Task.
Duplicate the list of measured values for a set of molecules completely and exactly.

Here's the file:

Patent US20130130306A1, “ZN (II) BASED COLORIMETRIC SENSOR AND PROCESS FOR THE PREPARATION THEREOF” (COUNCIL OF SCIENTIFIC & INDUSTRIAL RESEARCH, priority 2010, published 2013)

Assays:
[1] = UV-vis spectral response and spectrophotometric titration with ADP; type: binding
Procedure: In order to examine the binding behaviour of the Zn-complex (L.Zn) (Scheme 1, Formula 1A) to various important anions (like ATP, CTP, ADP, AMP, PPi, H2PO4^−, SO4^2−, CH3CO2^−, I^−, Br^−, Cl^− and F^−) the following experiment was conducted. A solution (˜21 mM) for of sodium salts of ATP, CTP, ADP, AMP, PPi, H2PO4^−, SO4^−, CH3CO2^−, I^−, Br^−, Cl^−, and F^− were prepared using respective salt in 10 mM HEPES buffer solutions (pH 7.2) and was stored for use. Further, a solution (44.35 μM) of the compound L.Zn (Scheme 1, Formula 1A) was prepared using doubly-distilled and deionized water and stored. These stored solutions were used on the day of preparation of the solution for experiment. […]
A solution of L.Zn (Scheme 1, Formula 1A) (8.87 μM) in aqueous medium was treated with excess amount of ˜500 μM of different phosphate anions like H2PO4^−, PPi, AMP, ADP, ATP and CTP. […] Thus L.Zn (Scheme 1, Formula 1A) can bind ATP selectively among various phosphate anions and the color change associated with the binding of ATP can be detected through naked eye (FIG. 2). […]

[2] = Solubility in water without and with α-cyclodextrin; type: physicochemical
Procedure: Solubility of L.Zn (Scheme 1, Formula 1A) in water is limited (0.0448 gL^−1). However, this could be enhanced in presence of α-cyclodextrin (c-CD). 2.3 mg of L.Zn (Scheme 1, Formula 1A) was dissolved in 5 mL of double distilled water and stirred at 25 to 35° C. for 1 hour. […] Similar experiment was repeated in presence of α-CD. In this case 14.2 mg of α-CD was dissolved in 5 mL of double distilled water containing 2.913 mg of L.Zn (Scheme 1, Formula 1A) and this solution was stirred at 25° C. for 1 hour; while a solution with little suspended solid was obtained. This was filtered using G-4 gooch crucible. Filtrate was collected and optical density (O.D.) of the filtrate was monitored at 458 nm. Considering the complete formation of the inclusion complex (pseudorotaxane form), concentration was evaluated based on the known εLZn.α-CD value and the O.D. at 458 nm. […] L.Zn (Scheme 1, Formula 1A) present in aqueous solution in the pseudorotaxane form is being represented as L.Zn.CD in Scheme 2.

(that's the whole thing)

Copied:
Patent US20130130306A1, “ZN (II) BASED COLORIMETRIC SENSOR AND PROCESS FOR THE PREPARATION THEREOF” (COUNCIL OF SCIENTIFIC & INDUSTRIAL RESEARCH, priority 2010, published 2013)

Assays:
[1] = UV-vis spectral response and spectrophotometric titration with ADP; type: binding
Procedure: In order to examine the binding behaviour of the Zn-complex (L.Zn) (Scheme 1, Formula 1A) to various important anions (like ATP, CTP, ADP, AMP, PPi, H2PO4^−, SO4^2−, CH3CO2^−, I^−, Br^−, Cl^− and F^−) the following experiment was conducted. A solution (˜21 mM) for of sodium salts of ATP, CTP, ADP, AMP, PPi, H2PO4^−, SO4^−, CH3CO2^−, I^−, Br^−, Cl^−, and F^− were prepared using respective salt in 10 mM HEPES buffer solutions (pH 7.2) and was stored for use. Further, a solution (44.35 μM) of the compound L.Zn (Scheme 1, Formula 1A) was prepared using doubly-distilled and deionized water and stored. These stored solutions were used on the day of preparation of the solution for experiment. […]
A solution of L.Zn (Scheme 1, Formula 1A) (8.87 μM) in aqueous medium was treated with excess amount of ˜500 μM of different phosphate anions like H2PO4^−, PPi, AMP, ADP, ATP and CTP. […] Thus L.Zn (Scheme 1, Formula 1A) can bind ATP selectively among various phosphate anions and the color change associated with the binding of ATP can be detected through naked eye (FIG. 2). […]

[2] = Solubility in water without and with α-cyclodextrin; type: physicochemical
Procedure: Solubility of L.Zn (Scheme 1, Formula 1A) in water is limited (0.0448 gL^−1). However, this could be enhanced in presence of α-cyclodextrin (c-CD). 2.3 mg of L.Zn (Scheme 1, Formula 1A) was dissolved in 5 mL of double distilled water and stirred at 25 to 35° C. for 1 hour. […] Similar experiment was repeated in presence of α-CD. In this case 14.2 mg of α-CD was dissolved in 5 mL of double distilled water containing 2.913 mg of L.Zn (Scheme 1, Formula 1A) and this solution was stirred at 25° C. for 1 hour; while a solution with little suspended solid was obtained. This was filtered using G-4 gooch crucible. Filtrate was collected and optical density (O.D.) of the filtrate was monitored at 458 nm. Considering the complete formation of the inclusion complex (pseudorotaxane form), concentration was evaluated based on the known εLZn.α-CD value and the O.D. at 458 nm. […] L.Zn (Scheme 1, Formula 1A) present in aqueous solution in the pseudorotaxane form is being represented as L.Zn.CD in Scheme 2.